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Alias (5735)

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Journal of Alias (5735)

Wednesday June 02, 2010
10:37 PM

Padre::Task 2.0 - Making Wx + Perl threading suck faster

[ #40377 ]

Some time Real Soon Now, I'll be landing the shiny new second-generation Padre Task API (which is used for background tasks and threading control) onto trunk.

A few people have asked me to give a quick high level overview on how it works, so this will be a quick bottom to top pass over how Padre will be doing threading.

The first-generation Padre::Task API was true frontier programming. While some of us knew Wx and others knew Perl's threads a bit, nobody really had any idea how the two interact. Indeed, the proliferation of bugs we found suggests that Padre has really been the first major application to use both at the same time.

Steffen Müller boldly led the Padre team into this wilderness, putting together a solid threading core loosely inspired by the Process API. He nursed a ton of bug reports and tracked upstream fixes in Wx.pm.

Some of the code was a bit ugly in places, and the threads burned a ton of memory, but it worked and worked well. It worked well enough that Andrew Bramble was later able to extend it to add Service support for long running background tasks with bidirectional communication.

But while we've reduced some of the worst of the memory problems with the "slave driver" methodology, the API has been at the end of its natural life for a while now. It's hard to write new background tasks without knowing both Wx and threads, which limited access to only three or four people.

The goals for the new Padre::Task 2.0 are threefold.

Firstly, to allow the creation of the three distinct background jobs we need in Padre, in a way that doesn't abuse either Wx or Perl's threads mechanism. These three background job types are Task (Request,Wait,Response), Stream (Request,Output,...,Response) and Service (Request,Input,Output,...,Response).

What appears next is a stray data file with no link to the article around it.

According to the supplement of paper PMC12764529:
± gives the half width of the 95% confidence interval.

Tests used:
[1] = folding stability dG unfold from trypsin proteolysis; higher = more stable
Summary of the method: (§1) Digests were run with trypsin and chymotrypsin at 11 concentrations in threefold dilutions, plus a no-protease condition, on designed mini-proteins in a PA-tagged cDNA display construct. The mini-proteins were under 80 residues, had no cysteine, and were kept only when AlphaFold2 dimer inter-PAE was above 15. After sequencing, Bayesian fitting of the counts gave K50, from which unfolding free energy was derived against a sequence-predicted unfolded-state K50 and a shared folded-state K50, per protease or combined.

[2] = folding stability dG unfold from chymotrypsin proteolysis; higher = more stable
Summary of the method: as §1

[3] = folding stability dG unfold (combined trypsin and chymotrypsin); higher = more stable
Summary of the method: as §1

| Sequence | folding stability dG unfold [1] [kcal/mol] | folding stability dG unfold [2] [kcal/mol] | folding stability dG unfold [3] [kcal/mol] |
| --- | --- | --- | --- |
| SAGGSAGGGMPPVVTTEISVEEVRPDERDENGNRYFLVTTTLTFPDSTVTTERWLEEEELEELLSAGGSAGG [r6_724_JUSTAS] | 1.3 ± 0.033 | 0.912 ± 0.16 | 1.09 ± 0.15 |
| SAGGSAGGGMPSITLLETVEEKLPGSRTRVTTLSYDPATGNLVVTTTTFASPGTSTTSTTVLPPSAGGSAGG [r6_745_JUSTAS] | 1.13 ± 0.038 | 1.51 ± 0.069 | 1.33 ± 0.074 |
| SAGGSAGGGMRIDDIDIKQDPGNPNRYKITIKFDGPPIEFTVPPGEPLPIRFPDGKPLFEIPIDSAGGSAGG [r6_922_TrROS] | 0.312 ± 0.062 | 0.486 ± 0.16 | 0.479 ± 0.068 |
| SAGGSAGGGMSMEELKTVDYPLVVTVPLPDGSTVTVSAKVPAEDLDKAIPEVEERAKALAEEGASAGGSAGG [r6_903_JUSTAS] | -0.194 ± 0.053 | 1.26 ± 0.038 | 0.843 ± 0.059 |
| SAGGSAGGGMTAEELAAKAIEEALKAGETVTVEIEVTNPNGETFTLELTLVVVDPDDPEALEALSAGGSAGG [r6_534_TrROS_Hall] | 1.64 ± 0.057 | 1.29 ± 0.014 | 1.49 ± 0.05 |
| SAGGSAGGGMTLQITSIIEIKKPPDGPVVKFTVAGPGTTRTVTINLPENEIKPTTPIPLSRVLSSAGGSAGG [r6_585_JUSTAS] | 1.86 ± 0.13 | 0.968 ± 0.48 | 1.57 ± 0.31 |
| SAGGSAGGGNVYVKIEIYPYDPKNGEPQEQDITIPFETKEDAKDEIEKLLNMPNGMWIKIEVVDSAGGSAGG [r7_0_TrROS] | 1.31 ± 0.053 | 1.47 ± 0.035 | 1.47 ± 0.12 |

Second, to allow the implementation to have (or have in the future) the theoretically smallest possible memory consumption beyond the minimum overheads imposed by Perl's threading model.

Third, to allow the creation of Wx + threads tasks without the need to learn either Wx or threads. This should open up background tasks to the main body of Padre contributors, beyond the elites, and spur great improvements in Padre's ability to take full advantage of multi-core developer machines.

A fourth bonus goal is to allow us to migrate Padre's backgrounding implementation to something other than threads in the future, without having to change any of the code in the actual tasks next time around. This should also allow the people that don't like Perl threads and want us to use something else to move their arguments from bikeshedding to actual proof-by-code.

After several months of experimenting, I've gone with a somewhat unusual implementation, but one that is completely workable and meets the criteria.

The core of this implementation is a communications loop that allows messages from the parent thread to a child thread, and back again.

The odd thing about this particular communications loop is that the two halves of the loop are done using utterly different underlying mechanisms.

The parent --> child link is done using Perl threads shared variables, in particular Thread::Queue.

Each Padre thread is created via a a Padre::TaskThread parent abstraction, which governs the creation of the real threads.pm thread, but also provides a Thread::Queue "inbox" for each thread. This is inspired by the Erlang micro-threading model for message passing, but is way way heavier.

In this manner, the top level task manager can keep hold of just the queue object if it wants, feeding messages into the queue to be extracted at some unknown place in another thread it has no control over.

Once spawned, each worker thread immediately goes into a run-loop waiting on messages from its message queue. Messages are simply RPC invocations, with the message name being a method name, and the message payload becoming method parameters.